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Climate protection policy in Germany and Europe

Back in 2009, Germany and the EU set an ambitious long-term goal: To reduce greenhouse gas emissions by 80%-95% by 2050 (compared with 1990 levels). Sub-objectives were defined for 2020 and 2030, based on a triad of targets: reducing greenhouse gas emissions, increasing the proportion of energy generated from renewable sources and reducing energy consumption and increasing energy efficiency.

Golden gatherers: one third of the world’s food production is directly or indirectly dependent on the work of bees.

Sector objectives in the 2050 Climate Action Plan

To achieve complete greenhouse gas neutrality by 2050, the key sectors of energy, industry, construction, transport, agriculture, land utilisation and forestry have been set initial emission reduction objectives to be achieved by 2030. Major changes in the energy sector – which must reduce its greenhouse gas emissions by 61 to 62% compared with 1990 levels by 2030 – will play a central role. The Climate Action Plan also includes specific reduction targets for industry (-49–51%), construction (-66–67%), transport (-40–42%) and agriculture (-31–34%).

Video: Great climate? Prof. Peter Höppe, chairman of the Munich Climate Insurance Initiative, on the ambitious climate protection objectives of Germany and Europe – and what needs to happen to achieve these goals as well.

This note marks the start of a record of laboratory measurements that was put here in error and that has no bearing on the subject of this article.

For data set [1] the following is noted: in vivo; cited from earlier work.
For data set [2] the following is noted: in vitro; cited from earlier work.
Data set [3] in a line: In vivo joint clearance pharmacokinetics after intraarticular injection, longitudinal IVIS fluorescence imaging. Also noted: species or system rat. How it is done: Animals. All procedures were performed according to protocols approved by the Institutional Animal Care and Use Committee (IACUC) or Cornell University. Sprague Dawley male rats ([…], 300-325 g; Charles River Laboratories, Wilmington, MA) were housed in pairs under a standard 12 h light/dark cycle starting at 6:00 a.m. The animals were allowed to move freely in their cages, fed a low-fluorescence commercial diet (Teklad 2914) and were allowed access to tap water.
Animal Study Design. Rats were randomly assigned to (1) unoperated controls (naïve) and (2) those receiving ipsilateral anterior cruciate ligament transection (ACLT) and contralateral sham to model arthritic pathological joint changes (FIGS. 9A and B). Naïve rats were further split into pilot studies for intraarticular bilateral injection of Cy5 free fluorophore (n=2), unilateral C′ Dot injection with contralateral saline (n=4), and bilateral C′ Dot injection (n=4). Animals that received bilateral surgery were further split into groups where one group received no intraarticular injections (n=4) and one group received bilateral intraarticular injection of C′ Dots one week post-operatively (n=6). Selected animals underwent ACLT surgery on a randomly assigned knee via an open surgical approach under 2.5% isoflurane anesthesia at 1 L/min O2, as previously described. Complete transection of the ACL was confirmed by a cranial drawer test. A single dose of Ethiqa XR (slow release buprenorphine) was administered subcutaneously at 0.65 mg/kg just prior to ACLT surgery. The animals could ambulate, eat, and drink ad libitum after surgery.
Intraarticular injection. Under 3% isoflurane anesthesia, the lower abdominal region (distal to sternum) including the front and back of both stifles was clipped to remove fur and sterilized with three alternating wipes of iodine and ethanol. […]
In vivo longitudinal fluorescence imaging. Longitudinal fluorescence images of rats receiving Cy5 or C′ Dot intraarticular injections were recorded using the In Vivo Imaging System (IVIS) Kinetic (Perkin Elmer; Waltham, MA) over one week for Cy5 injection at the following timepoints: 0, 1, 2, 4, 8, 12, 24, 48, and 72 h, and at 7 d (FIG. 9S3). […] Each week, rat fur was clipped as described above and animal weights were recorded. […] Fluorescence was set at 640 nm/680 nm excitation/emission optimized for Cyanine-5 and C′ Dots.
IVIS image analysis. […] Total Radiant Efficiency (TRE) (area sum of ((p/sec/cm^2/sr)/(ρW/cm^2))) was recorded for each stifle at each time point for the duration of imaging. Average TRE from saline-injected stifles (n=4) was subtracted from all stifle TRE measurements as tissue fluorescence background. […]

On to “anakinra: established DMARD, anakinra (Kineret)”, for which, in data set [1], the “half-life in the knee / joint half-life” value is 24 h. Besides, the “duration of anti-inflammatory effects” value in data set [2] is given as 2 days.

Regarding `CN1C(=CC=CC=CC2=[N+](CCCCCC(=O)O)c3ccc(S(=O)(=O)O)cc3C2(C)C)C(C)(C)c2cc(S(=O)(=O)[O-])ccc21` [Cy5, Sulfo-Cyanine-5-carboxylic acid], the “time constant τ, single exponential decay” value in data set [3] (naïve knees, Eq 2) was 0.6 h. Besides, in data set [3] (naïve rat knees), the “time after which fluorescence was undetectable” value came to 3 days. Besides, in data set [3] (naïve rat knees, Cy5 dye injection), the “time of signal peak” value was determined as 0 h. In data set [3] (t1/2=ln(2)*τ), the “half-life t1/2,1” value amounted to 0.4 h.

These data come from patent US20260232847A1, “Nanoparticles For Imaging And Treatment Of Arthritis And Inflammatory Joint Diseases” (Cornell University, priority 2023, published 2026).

Ambitious objectives

Back in 2009, Germany and the EU set an ambitious long-term goal: To reduce greenhouse gas emissions by 80 to 95% by 2050 (compared with 1990 levels). Sub-objectives were defined for 2020 and 2030, based on a triad of targets:

  • Reduce greenhouse gas emissions
  • Increase proportion of energy generated from renewable sources
  • Reduce energy consumption and increase energy efficiency

Key EU climate protection instruments

Two instruments should largely enable the climate protection objectives to be achieved:

  • The EU emissions trading system (EU-ETS) applies to major polluters in the energy and industrial sectors. By 2030, they must reduce their greenhouse gas emissions by 43% compared with 2005 levels.
  • All other sectors must reduce their 2030 emissions by 30% compared with 2005 levels. This requirement applies especially to the building, transport, agriculture and waste processing sectors and to smaller industrial premises.

The German federal government’s 2050 Climate Action Plan

In November 2016, the German federal government approved the 2050 Climate Action Plan. This makes Germany one of the first nations in the world to deliver a long-term climate protection strategy and present this strategy to the UN, as required by the Paris Agreement. In line with the objectives set out in the Paris Climate Agreement, Germany is aiming to achieve almost complete greenhouse gas neutrality by the year 2050. Germany has set itself the sub-goal of reducing its greenhouse gas emissions by at least 55% by 2030, compared with 1990 levels.

The overall objective for Germany and the EU:

Reduce greenhouse gas emissions by up to 95% by 2050

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reduction in greenhouse gas emissions

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In energy efficiency compared with business as usual.

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Generated from renewable sources

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